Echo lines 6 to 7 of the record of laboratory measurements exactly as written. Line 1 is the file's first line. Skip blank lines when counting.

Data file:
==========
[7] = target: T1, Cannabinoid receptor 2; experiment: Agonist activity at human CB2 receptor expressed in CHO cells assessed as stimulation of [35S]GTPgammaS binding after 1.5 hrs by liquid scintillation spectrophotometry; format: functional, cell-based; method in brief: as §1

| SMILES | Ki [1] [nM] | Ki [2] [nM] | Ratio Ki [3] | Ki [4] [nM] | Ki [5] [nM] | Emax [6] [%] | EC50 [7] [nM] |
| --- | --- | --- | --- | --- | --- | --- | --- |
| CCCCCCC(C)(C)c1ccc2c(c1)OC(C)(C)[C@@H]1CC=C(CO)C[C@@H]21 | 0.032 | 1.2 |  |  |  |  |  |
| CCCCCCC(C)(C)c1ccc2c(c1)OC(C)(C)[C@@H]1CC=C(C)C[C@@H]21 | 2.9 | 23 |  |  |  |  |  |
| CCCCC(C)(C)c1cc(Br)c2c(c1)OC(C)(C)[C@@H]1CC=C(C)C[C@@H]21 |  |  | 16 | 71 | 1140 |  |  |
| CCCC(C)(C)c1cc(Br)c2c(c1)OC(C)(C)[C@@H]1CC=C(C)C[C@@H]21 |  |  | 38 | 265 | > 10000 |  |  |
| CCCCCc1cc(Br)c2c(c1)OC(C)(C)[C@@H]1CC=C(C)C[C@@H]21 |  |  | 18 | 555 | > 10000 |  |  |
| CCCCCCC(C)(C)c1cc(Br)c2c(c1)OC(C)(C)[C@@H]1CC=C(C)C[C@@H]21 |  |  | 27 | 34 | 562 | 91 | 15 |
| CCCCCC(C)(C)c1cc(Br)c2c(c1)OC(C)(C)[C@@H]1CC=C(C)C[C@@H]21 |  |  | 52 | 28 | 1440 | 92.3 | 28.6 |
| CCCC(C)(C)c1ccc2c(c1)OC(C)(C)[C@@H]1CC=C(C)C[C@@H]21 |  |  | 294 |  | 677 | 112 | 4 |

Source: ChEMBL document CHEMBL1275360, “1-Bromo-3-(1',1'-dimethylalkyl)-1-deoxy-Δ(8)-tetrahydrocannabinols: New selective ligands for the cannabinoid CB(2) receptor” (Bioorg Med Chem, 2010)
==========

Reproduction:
| CCCCC(C)(C)c1cc(Br)c2c(c1)OC(C)(C)[C@@H]1CC=C(C)C[C@@H]21 |  |  | 16 | 71 | 1140 |  |  |
| CCCC(C)(C)c1cc(Br)c2c(c1)OC(C)(C)[C@@H]1CC=C(C)C[C@@H]21 |  |  | 38 | 265 | > 10000 |  |  |